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CASE REPORT
Year : 2020  |  Volume : 15  |  Issue : 1  |  Page : 123-126

Bilateral radicular cyst of mandible-mimicking odontogenic keratocyst treated using alloplastic calcium phosphate bone cement: An unusual case report


Department of Oral and Maxillofacial Surgery, Sharad Pawar Dental College and Hospital, Datta Meghe Institute of Medical Sciences (Deemed to be University), Wardha, Maharashtra, India

Correspondence Address:
Dr. Saurabh Simre
DMIMS Campus, Second Floor, Raghobhaji PG Boys Hostel, Room No. 17, Datta Meghe Institute of Medical Sciences (Deemed to be University), Wardha - 442 004, Maharashtra
India
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Source of Support: None, Conflict of Interest: None


DOI: 10.4103/jdmimsu.jdmimsu_45_20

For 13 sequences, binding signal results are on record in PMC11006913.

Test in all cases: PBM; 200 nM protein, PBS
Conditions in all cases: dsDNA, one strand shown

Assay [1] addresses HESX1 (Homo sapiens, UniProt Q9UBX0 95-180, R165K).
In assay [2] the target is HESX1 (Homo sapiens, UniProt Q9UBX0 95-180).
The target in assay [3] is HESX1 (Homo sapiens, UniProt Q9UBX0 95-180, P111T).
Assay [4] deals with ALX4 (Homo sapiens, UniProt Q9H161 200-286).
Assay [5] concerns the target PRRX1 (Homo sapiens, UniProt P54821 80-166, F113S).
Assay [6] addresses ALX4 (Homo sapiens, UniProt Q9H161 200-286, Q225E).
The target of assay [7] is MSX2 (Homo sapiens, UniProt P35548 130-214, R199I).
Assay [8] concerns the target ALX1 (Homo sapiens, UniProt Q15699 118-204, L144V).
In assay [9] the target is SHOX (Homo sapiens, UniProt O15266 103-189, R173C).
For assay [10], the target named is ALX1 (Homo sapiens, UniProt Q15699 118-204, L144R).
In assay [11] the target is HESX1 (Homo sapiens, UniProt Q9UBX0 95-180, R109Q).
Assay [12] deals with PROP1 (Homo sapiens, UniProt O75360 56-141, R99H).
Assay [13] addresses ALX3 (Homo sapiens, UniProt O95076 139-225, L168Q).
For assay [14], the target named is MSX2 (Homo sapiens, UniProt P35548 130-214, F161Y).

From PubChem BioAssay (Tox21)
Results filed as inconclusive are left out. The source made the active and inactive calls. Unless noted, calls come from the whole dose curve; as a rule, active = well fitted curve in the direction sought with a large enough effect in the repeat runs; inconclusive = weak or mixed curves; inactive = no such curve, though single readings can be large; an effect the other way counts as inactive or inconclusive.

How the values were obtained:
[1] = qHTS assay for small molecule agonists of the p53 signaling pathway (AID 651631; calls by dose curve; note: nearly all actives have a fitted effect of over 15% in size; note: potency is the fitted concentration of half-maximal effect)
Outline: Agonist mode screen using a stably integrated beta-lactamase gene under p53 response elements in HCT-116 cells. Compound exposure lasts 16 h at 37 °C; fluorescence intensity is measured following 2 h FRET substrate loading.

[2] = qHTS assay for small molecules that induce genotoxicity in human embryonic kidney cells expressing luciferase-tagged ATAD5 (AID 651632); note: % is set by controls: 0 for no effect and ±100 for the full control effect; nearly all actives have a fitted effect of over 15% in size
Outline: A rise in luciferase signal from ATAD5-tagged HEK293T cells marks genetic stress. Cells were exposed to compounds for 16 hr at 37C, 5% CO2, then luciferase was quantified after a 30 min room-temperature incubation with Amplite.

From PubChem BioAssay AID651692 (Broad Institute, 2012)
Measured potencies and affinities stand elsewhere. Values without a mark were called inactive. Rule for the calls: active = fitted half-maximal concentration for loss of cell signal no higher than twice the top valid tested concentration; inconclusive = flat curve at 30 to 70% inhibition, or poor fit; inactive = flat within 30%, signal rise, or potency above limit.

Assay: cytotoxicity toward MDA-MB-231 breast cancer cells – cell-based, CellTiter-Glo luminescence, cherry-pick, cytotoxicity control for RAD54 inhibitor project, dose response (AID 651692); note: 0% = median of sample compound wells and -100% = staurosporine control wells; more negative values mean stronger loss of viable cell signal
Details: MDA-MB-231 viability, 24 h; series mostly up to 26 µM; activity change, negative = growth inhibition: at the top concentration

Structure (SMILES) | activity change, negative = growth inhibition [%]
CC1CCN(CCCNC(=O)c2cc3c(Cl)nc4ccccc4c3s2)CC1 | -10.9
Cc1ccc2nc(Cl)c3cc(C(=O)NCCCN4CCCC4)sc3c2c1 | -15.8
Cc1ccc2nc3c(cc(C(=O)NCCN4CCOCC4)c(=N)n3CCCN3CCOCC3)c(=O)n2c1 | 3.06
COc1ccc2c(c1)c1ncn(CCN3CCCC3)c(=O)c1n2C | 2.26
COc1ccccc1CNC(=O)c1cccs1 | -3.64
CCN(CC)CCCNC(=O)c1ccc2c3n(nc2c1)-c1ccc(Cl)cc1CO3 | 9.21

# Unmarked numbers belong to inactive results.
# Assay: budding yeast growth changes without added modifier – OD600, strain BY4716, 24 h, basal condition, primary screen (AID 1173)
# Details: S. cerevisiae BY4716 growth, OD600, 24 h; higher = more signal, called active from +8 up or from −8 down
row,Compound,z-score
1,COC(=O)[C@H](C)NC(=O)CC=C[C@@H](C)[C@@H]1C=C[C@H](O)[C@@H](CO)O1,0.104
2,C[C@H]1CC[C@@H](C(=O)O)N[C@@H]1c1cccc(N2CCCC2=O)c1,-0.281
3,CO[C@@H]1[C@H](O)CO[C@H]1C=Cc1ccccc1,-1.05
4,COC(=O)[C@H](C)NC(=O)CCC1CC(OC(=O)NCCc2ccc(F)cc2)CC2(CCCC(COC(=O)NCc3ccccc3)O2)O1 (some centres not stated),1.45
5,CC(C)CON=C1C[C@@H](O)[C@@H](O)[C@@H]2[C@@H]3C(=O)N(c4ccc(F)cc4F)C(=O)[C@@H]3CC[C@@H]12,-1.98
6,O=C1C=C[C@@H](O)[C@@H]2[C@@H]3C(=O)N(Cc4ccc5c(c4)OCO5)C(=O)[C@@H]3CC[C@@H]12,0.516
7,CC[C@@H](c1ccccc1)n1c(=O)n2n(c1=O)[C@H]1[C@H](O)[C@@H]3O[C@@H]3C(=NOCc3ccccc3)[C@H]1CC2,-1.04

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Inflammatory dental cysts of mandible are an incessant group of osteolytic lesions arising from the odontogenic epithelium having uncharacteristic appearances. The radicular cyst is, by far, the most comprehended inflammatory jaw cyst found mostly at the apices of the tooth (periapical cyst), lateral surface of the roots (lateral radicular cyst) and remains in the jaw after the removal of the offending tooth (residual cyst). They advance sluggishly and asymptomatically unless infected. Because of this, they can extent to big dimensions. Although bilateral symmetrical representation of these cysts is rare, many times, it is baffling to segregate radicular cysts from the obligatory preexisting chronic periapical periodontitis lesions or benign asymptomatic, osteolytic neoplasms radiographically, and hence, may create a challenge for the diagnosis. Herein, we describe the case of a 45-year-old female patient who presented with pain over the right and left side of the mandible. Orthopantomogram showed large, well-defined, corticated, and unilocular radiolucencies over the bilateral molar region. Fine-needle aspiration cytology was performed, and the patient was treated with beta-lactam antibiotics trailed by surgical enucleation of cystic sac, extraction of the transgressing tooth, and rehabilitation using the alloplastic graft as bone void filler. The patient responded well to prompt systemic antibiotics and local surgical measures with a complete resolution of the infection and spontaneous bone regeneration.


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